1. Punjab National Bank posts record loss of Rs 5,367 cr, here is what it needs to do to regain glory

Punjab National Bank posts record loss of Rs 5,367 cr, here is what it needs to do to regain glory

Two former CMDs of PNB who led the bank for a seven-year period starting 2000, told FeMoney that the extent of loss was beyond their imagination.

By: | Updated: May 20, 2016 1:19 PM
Punjab National Bank Q4 LOSS Punjab National Bank’s of loss of Rs 5,367 crore in the quarter-ended March 2016 was due to higher provisioning for bad loans. (Photo: Reuters)

The massive Rs 5,367 crore loss registered by Punjab National Bank (PNB) for the quarter-ended March 31, 2016, the largest ever loss by an Indian bank, has come as a shocker to former chairmen-and-managing-director of the bank.

Two former CMDs of PNB, S S Kohli and S C Gupta, who led the bank for a seven-year period starting 2000, told FeMoney that the extent of loss was beyond their imagination. They suggested the bank should work out a concerted medium-term plan to extricate itself out of the slump.

ALSO READ: Punjab National Bank posts Q4 net loss of Rs 5,367 cr

“I am quite saddened by the state in which PNB is seeing itself. During my period, it was the strongest PSU bank financially,’ Kohli, who headed the bank between 2000 and 2005 said.

Listing out the strength of the bank, he pointed out that when he left office in 2005, PNB had negligible net non-performing assets (NPAs) of 0.12 per cent and gross NPA of 6 per cent. “When I joined the bank net NPA was 8.5 per cent and gross NPA was 16 per cent,” he said.

Kohli said that in 2005, BCG had given first rank to the bank among PSU banks in 12 out of 13 parameters, including all operational parameters. “The only parameter in which we were not ranked number one was establishment expenses which was mainly due to the merger of the erstwhile New Bank of India with PNB,” he said.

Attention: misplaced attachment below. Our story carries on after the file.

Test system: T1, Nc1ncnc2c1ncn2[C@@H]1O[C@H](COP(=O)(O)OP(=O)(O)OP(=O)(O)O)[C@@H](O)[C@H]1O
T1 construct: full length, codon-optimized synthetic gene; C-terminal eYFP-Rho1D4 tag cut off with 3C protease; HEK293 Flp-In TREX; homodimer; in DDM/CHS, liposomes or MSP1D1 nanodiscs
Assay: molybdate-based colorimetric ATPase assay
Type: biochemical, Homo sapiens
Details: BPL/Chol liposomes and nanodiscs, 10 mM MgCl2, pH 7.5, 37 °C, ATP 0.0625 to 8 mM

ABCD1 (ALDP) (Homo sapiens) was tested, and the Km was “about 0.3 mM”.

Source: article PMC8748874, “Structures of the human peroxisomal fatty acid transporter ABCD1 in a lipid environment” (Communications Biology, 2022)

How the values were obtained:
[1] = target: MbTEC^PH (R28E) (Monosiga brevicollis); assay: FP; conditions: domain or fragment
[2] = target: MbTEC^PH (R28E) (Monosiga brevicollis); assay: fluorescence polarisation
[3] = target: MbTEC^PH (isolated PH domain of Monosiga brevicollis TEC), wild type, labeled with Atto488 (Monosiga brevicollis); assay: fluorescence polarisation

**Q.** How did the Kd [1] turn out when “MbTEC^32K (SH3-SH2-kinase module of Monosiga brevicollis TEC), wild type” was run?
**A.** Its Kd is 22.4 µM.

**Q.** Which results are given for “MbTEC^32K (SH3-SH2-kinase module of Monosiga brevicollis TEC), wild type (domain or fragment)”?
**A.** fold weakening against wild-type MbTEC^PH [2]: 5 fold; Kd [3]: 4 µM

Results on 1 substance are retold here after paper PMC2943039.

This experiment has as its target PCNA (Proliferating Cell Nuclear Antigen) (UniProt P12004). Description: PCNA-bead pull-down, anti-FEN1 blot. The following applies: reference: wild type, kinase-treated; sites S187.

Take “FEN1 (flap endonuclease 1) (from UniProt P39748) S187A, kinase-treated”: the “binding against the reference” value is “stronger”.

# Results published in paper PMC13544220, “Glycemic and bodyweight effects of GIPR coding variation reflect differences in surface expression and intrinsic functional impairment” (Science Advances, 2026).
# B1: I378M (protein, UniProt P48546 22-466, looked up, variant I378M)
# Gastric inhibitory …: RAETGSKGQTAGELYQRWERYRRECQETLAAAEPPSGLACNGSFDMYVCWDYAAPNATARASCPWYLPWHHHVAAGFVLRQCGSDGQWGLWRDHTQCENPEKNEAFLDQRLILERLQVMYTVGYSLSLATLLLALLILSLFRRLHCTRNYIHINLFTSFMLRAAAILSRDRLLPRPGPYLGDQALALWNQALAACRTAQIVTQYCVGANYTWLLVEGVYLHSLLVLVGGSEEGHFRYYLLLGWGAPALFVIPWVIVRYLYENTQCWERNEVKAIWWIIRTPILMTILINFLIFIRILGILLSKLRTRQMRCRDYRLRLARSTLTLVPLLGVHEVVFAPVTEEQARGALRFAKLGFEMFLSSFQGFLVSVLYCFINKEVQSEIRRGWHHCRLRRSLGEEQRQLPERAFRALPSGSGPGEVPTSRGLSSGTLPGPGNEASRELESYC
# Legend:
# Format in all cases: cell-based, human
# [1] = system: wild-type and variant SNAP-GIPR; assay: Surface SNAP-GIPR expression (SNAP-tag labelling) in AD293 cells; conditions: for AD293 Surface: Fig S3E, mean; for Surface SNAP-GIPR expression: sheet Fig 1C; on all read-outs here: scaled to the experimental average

“PNB should fix accountability and work towards a medium-term plan to regain the past glory,” Kohli said.

Reliance Securities expects PNB’s asset quality stress to continue along with lofty credit cost in next 5-6 quarters, which would keep return on assets (RoAs) depressed at 0.1-0.2 per cent and return on equity (RoEs) at 1-5 per cent over FY16-18E. Sharp rise in incremental stressed asset formation in FY16 along with subdued operating performance will continue to dent PNB’s performance, it said.

PNB’s net loss of Rs 5,367 crore in the quarter-ended March 2016 was due to higher provisioning for bad loans. The bank had posted a net profit of Rs 306.56 crore in the corresponding period of the previous fiscal.

The bank’s provision for non-performing assets (NPAs) rose more than three-fold to Rs 11,380 crore in the fourth quarter compared to Rs 3,281 crore in the same period a year ago.

K R Choksey Institutional Research agrees. “Given the anticipated incremental stress on book coupled with stressed watch-list accounts and capital infusion round the corner, the return ratios are expected to take a huge beating,” the brokerage house has said.

S C Gupta, who led PNB between 2005-2007 said the bank must work out on a 2-year strategy for coming into profits. “As a retired chairman of the bank, the news of the massive losses did hurt. I think the situation can be rectified if the management, along with employees, sit down and work out a definite plan,” he said.

Gupta suggested a detailed analysis of the performance of every branch of the bank. “PNB management should undertake a detailed analysis of branch-wise performance and fix problems in the non-performing branches. Unless a large majority of branches deliver results, things will not improve,” he said, adding that the prescription is applicable to all PSU banks, many of which are in losses. PNB had 6,692 branches on December 21, 2015, the highest among PSU banks.

He also suggested employee morale should be kept high through this slump period. “There has to be employee accountability. Unless there is performance accountability of employees, the health the bank will never improve. Employees should have a sense of belonging to the institution. There should be ownership right down to the lower level,” Gupta said.

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